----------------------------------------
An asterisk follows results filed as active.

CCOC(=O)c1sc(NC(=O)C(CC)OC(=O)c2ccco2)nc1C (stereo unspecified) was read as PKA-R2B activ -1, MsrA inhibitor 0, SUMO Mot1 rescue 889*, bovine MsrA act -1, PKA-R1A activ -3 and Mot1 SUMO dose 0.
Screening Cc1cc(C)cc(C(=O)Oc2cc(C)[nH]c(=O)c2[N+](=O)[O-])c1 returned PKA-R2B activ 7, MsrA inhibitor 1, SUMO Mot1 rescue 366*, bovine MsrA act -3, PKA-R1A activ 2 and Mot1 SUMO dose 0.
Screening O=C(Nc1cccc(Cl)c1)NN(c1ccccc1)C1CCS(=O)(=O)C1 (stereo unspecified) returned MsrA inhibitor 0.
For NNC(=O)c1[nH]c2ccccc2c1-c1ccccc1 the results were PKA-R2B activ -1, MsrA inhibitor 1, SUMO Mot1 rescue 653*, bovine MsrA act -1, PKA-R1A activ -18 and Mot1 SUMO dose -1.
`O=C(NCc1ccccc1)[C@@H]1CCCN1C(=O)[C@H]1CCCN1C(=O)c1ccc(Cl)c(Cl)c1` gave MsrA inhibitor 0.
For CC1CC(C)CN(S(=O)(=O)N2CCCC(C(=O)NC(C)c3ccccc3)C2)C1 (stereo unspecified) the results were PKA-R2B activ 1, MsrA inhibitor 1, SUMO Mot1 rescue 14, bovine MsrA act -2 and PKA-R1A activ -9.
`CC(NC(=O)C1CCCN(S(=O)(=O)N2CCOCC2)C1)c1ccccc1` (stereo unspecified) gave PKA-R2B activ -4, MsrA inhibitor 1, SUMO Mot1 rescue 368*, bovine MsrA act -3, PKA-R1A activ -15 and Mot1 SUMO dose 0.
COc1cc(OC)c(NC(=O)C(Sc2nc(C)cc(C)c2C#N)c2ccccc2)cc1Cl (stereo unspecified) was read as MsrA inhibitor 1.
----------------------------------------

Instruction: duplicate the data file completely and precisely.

An asterisk follows results filed as active.

CCOC(=O)c1sc(NC(=O)C(CC)OC(=O)c2ccco2)nc1C (stereo unspecified) was read as PKA-R2B activ -1, MsrA inhibitor 0, SUMO Mot1 rescue 889*, bovine MsrA act -1, PKA-R1A activ -3 and Mot1 SUMO dose 0.
Screening Cc1cc(C)cc(C(=O)Oc2cc(C)[nH]c(=O)c2[N+](=O)[O-])c1 returned PKA-R2B activ 7, MsrA inhibitor 1, SUMO Mot1 rescue 366*, bovine MsrA act -3, PKA-R1A activ 2 and Mot1 SUMO dose 0.
Screening O=C(Nc1cccc(Cl)c1)NN(c1ccccc1)C1CCS(=O)(=O)C1 (stereo unspecified) returned MsrA inhibitor 0.
For NNC(=O)c1[nH]c2ccccc2c1-c1ccccc1 the results were PKA-R2B activ -1, MsrA inhibitor 1, SUMO Mot1 rescue 653*, bovine MsrA act -1, PKA-R1A activ -18 and Mot1 SUMO dose -1.
`O=C(NCc1ccccc1)[C@@H]1CCCN1C(=O)[C@H]1CCCN1C(=O)c1ccc(Cl)c(Cl)c1` gave MsrA inhibitor 0.
For CC1CC(C)CN(S(=O)(=O)N2CCCC(C(=O)NC(C)c3ccccc3)C2)C1 (stereo unspecified) the results were PKA-R2B activ 1, MsrA inhibitor 1, SUMO Mot1 rescue 14, bovine MsrA act -2 and PKA-R1A activ -9.
`CC(NC(=O)C1CCCN(S(=O)(=O)N2CCOCC2)C1)c1ccccc1` (stereo unspecified) gave PKA-R2B activ -4, MsrA inhibitor 1, SUMO Mot1 rescue 368*, bovine MsrA act -3, PKA-R1A activ -15 and Mot1 SUMO dose 0.
COc1cc(OC)c(NC(=O)C(Sc2nc(C)cc(C)c2C#N)c2ccccc2)cc1Cl (stereo unspecified) was read as MsrA inhibitor 1.